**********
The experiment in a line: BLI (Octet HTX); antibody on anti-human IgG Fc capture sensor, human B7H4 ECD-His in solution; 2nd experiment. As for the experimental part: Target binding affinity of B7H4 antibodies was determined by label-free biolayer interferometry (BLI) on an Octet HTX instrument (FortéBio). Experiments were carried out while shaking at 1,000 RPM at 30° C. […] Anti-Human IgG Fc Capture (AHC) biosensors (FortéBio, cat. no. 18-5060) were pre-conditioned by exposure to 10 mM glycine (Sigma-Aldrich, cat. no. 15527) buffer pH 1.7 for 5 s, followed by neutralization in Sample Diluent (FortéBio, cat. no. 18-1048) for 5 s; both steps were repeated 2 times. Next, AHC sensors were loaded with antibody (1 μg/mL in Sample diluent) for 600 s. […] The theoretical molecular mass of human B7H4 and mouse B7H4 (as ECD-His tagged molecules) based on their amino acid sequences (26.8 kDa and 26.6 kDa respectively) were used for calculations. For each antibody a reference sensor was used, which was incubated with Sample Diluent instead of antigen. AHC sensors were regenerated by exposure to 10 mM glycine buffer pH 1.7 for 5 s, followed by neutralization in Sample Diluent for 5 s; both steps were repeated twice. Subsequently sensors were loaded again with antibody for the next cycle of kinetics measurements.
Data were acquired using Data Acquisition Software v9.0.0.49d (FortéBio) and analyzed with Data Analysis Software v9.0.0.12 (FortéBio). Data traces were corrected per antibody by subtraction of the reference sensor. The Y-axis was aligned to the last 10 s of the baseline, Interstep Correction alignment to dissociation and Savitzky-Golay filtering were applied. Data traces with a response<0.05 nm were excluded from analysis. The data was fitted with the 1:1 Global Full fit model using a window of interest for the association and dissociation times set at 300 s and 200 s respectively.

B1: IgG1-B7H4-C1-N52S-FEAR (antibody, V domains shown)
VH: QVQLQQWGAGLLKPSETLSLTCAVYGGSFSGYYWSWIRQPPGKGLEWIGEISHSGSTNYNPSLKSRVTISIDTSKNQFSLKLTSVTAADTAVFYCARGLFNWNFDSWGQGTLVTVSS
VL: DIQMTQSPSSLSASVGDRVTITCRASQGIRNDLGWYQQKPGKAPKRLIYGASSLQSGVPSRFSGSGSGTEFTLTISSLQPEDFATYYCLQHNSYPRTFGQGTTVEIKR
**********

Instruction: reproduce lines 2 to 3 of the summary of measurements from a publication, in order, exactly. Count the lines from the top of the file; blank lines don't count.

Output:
Data were acquired using Data Acquisition Software v9.0.0.49d (FortéBio) and analyzed with Data Analysis Software v9.0.0.12 (FortéBio). Data traces were corrected per antibody by subtraction of the reference sensor. The Y-axis was aligned to the last 10 s of the baseline, Interstep Correction alignment to dissociation and Savitzky-Golay filtering were applied. Data traces with a response<0.05 nm were excluded from analysis. The data was fitted with the 1:1 Global Full fit model using a window of interest for the association and dissociation times set at 300 s and 200 s respectively.

B1: IgG1-B7H4-C1-N52S-FEAR (antibody, V domains shown)